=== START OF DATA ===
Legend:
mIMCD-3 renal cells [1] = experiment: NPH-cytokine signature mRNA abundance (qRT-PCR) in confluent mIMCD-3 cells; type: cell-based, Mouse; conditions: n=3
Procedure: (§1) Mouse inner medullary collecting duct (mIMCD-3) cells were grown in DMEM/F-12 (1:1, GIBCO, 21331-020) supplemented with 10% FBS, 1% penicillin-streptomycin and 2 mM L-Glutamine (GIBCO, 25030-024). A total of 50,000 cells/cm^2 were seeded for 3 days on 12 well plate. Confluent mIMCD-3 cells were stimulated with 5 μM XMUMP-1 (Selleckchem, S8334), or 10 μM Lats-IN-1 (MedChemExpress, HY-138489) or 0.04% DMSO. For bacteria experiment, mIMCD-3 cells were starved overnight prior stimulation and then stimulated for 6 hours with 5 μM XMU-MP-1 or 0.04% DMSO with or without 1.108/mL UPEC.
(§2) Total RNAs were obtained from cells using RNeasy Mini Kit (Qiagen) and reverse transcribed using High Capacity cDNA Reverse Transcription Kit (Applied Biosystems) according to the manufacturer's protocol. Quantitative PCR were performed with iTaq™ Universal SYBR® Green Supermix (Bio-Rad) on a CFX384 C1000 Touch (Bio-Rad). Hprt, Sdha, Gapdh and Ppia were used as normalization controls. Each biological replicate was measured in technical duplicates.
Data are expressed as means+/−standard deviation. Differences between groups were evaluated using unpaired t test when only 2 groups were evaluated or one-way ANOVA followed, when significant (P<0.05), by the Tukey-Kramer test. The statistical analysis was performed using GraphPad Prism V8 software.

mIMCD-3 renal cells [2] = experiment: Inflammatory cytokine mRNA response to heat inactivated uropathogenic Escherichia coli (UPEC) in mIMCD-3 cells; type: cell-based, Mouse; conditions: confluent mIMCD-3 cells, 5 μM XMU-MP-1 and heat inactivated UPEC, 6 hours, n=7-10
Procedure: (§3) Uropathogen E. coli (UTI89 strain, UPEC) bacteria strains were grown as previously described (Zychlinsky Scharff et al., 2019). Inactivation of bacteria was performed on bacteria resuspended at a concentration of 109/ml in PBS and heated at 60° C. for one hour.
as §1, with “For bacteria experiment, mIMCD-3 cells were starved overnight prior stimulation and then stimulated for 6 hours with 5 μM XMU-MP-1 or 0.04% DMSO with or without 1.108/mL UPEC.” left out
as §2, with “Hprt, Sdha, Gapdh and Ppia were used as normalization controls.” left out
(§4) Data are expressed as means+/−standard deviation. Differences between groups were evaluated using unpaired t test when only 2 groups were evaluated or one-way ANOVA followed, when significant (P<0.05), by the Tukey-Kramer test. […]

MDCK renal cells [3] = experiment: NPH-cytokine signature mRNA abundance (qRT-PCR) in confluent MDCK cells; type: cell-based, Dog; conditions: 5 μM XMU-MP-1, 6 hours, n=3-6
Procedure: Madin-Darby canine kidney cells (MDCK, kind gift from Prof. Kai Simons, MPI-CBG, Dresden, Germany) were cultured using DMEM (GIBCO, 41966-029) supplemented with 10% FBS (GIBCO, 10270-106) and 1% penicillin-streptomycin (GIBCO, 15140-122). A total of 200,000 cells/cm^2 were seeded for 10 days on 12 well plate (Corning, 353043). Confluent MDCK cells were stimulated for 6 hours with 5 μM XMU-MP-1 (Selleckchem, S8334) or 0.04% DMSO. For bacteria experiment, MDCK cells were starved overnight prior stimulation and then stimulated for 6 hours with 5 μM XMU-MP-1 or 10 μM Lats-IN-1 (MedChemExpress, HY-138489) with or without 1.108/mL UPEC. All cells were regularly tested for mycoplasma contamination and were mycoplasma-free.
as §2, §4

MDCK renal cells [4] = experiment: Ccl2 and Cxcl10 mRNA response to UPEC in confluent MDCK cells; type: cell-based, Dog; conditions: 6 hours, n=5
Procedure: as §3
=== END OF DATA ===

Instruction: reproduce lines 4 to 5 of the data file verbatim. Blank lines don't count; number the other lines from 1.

(§2) Total RNAs were obtained from cells using RNeasy Mini Kit (Qiagen) and reverse transcribed using High Capacity cDNA Reverse Transcription Kit (Applied Biosystems) according to the manufacturer's protocol. Quantitative PCR were performed with iTaq™ Universal SYBR® Green Supermix (Bio-Rad) on a CFX384 C1000 Touch (Bio-Rad). Hprt, Sdha, Gapdh and Ppia were used as normalization controls. Each biological replicate was measured in technical duplicates.
Data are expressed as means+/−standard deviation. Differences between groups were evaluated using unpaired t test when only 2 groups were evaluated or one-way ANOVA followed, when significant (P<0.05), by the Tukey-Kramer test. The statistical analysis was performed using GraphPad Prism V8 software.